Rock and metal – especially metal – have a diversity problem.
We’ve known this for ages, though some might not like to admit it. Whether it’s gigs entirely attended by guys, fascistic black metal bands or mid-2000’s deathcore bands making questionable (at best) comments about what they’d like to do to ex-girlfriends, there have been issues. So to celebrate international woman’s day – and more important the women that the day represents – we’re talking about some of our favourite, yet criminally underappreciated, women of rock and metal.
Chlo Edwards – Vales
Chlo Edwards of little known and now defunct UK hardcore band Vales may be one of the most underappreciated women in all of hardcore. Tackling the UK arm of the style dominated by bands like Touché Amoré, Defeater and Pianos Become the Teeth, Vales pushed their own brand of heartrendingly heavy emotive hardcore. With Vales, Chlo gave no quarter with intense performances and introspective and complex lyrics. Sadly Vales didn’t survive the death of the “Wave” style of Hardcore but –
with two EP’s and an album to sink our teeth into – those in the know still have plenty to dive into.
Liz Buckingham – Electric Wizard
Joining the Cornish doom lords in 2003, New York native Liz Buckingham is one-half of the Electic Wizard’s writing team and has a hand on some of the heaviest tracks in stoner doom metal. Having previously worked with cult sludge acts such as 13 and Sovereign, Liz has a long history of crushing guitar playing and hypnotic, world ending riffs. Influenced by sleazy x-rated gore, occult b-movies and classic VCR horrors Liz runs circles around most others in the genre – if you want slow and heavy, Liz is who you need to talk to.
Chaney Crabb – Entheos
The metal world at large first knew Chaney Crabb for sticking it to those who claimed: “women can’t do real death metal” amidst a controversial Veil of Maya audition tape. Crabb joined Evan Brewer’s Animosity successor, Entheos, in 2015 and since then, she’s repeatedly proved those doubters wrong with a series of dynamic and spine-crushing vocal performances across stages around the world, two full-length releases and an EP. Chaney Crabb proves yet again (like we needed to prove it in the first place) that female vocalists can go just as hard as their male peers.
Rebecca ‘Becca’ Macintyre – Marmozets
Rebecca Macintyre was recently described by the “That’s Not Metal Podcast” as the most diverse and charismatic vocalist since Serj Tankian of System of a Down and – while a big claim for any vocalist – it’s not an unreasonable comparison here. Fronting the UK math rock band Marmozets, Becca has been able to flex her vocal muscles in a range of styles – from cutting screams to ear-infecting catchy cleans and basically anything else you can think of. Throughout her young career, she’s set herself apart from her peers and that doesn’t look to be changing anytime soon.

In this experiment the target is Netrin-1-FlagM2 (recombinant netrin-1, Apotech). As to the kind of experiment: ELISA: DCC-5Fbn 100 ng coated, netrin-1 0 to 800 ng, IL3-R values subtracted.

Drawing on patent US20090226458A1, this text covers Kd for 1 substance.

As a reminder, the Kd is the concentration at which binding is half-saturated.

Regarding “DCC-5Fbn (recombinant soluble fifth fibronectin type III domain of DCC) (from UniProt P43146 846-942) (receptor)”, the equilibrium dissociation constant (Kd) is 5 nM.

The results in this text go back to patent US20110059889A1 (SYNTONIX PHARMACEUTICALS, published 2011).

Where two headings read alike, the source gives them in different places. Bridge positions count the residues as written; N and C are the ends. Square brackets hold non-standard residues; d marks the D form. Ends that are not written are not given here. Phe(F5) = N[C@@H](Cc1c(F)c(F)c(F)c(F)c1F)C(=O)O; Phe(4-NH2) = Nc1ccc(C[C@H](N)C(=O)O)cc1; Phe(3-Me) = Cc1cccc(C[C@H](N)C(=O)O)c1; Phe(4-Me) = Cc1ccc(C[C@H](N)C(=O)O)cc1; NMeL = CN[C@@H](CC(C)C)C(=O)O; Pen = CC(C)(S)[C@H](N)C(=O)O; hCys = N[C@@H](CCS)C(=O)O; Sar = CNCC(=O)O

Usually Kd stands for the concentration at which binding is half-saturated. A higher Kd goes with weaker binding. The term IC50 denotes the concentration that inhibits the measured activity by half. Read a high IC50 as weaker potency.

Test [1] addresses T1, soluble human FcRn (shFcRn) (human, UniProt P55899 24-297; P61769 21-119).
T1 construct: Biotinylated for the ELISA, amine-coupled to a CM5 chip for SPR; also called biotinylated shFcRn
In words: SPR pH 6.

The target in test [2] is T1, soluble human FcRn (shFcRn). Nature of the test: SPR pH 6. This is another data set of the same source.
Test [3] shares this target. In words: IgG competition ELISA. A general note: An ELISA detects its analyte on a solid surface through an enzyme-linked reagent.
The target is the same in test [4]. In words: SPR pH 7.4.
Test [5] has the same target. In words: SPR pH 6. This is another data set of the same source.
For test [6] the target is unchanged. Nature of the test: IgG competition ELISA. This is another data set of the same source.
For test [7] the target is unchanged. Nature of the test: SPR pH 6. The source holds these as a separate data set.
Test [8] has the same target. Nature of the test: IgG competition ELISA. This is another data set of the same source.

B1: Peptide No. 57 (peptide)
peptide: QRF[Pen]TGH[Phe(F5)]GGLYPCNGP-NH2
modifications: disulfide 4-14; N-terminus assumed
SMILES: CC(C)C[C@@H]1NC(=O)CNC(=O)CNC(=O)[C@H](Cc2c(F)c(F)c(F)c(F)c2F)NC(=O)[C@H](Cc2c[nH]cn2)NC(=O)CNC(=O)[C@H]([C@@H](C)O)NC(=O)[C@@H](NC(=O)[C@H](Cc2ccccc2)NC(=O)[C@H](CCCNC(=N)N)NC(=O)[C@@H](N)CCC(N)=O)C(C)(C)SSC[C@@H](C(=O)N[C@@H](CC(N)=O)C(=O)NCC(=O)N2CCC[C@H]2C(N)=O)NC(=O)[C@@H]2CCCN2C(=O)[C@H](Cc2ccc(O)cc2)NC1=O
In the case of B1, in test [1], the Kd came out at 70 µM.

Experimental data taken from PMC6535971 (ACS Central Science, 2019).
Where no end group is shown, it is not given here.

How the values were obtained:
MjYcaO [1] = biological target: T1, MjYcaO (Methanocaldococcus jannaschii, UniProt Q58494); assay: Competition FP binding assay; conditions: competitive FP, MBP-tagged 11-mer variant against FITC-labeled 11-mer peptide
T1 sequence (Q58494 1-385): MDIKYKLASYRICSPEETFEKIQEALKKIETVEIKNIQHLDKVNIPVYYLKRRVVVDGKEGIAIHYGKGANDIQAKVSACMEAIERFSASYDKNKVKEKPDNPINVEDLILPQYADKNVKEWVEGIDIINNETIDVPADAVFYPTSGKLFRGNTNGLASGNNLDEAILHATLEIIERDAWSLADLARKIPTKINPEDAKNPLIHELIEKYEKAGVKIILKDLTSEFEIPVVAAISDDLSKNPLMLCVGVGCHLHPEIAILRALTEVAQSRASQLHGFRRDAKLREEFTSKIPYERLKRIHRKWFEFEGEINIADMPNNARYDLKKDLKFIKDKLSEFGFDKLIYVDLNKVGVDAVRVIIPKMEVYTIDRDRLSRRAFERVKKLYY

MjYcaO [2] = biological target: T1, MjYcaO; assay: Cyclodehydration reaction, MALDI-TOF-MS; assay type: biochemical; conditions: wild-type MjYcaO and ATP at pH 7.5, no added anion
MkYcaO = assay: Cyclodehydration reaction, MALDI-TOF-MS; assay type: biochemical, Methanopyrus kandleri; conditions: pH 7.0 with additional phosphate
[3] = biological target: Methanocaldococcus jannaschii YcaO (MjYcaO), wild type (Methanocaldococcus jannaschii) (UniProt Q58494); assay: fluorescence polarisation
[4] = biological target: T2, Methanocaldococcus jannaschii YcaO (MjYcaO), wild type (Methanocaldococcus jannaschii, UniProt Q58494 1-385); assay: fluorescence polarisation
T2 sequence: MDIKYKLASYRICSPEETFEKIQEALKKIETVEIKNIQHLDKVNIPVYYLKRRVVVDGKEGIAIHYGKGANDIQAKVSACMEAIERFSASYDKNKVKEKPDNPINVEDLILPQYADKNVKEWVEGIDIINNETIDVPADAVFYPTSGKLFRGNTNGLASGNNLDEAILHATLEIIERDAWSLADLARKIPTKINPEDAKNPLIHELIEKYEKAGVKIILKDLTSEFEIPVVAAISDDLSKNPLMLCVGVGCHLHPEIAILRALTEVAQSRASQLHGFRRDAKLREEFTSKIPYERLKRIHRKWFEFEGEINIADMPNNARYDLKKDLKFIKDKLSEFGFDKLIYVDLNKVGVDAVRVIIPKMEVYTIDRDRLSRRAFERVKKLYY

Mlny Parsonz – Royal Thunder
Frontwoman, bass player, addiction kicker, driver of a haunted van and Christian cult survivor of these psychedelic followers of Led Zeppelin and Kyuss, Mlny Parsonz is one battle-scarred musician. What she has in a storied history is paralleled by her commitment to deeply introspective and honest songwriting with fuzz drenched grooves and bluesy grandeur. Her powerful vocals are the perfect cherry on top of the groups sound and are a big factor in what makes Royal Thunder one of the stand out bands in modern psychedelia.
Larissa Stupar – Venom Prison
Death metal newcomers, Venom Prison, have been making a big splash since the release of their debut album back in 2016 – and the rage-filled performance of Russian born vocalist Larissa Stupar is a huge part of that. Not content to just follow in the footsteps of her male contemporaries, Larissa takes on those who question a woman’s place in extreme metal head on. Tracks such as “Perpetrator Emasculation” quite literally grab the issue by the balls, offering a gruesome and bitting rebuttal to those harbouring casual misogyny and violent rape fantasies within metal – all with the backing of some the best death metal out of the UK since Carcass.
Sarah Longfield – Sarah Longfield/The Fine Constant
Sarah Longfield is probably well known to those with even a passing interest in the modern tech/prog scene – for the rest of you, allow me to get you up to speed. The Fine Constant member and .strandberg artist Sarah Longfield is one of the most technically gifted guitarists in modern rock music. Combining ability with her creative ear for melody Sarah has crafted some of the most impressive and enjoyable music of the last few years and her style is instantly recognisable as her own. If you’re one of those cave-people who still think that women only post guitar videos on youtube for attention (well for one, you’re an asshole) Sarah Longfield is about to show you how wrong you are.
Let’s be honest here for a second, if there’s any day we’re allowed to be preachy about treating women with respect it’s today, so that’s what we’re going to do. There was never going to be an article big enough to cover all of the underappreciated female musicians in rock and metal who deserves your respect – because it’s all of them, every last one deserves respect and sadly a lot of them don’t get it from the rock and metal community. If you take only one thing from this article, let it be that.
However, if there are any of your favourites that we haven’t talked about, please let us know in the comments below. We’re always on the lookout for more kickass music – share the love!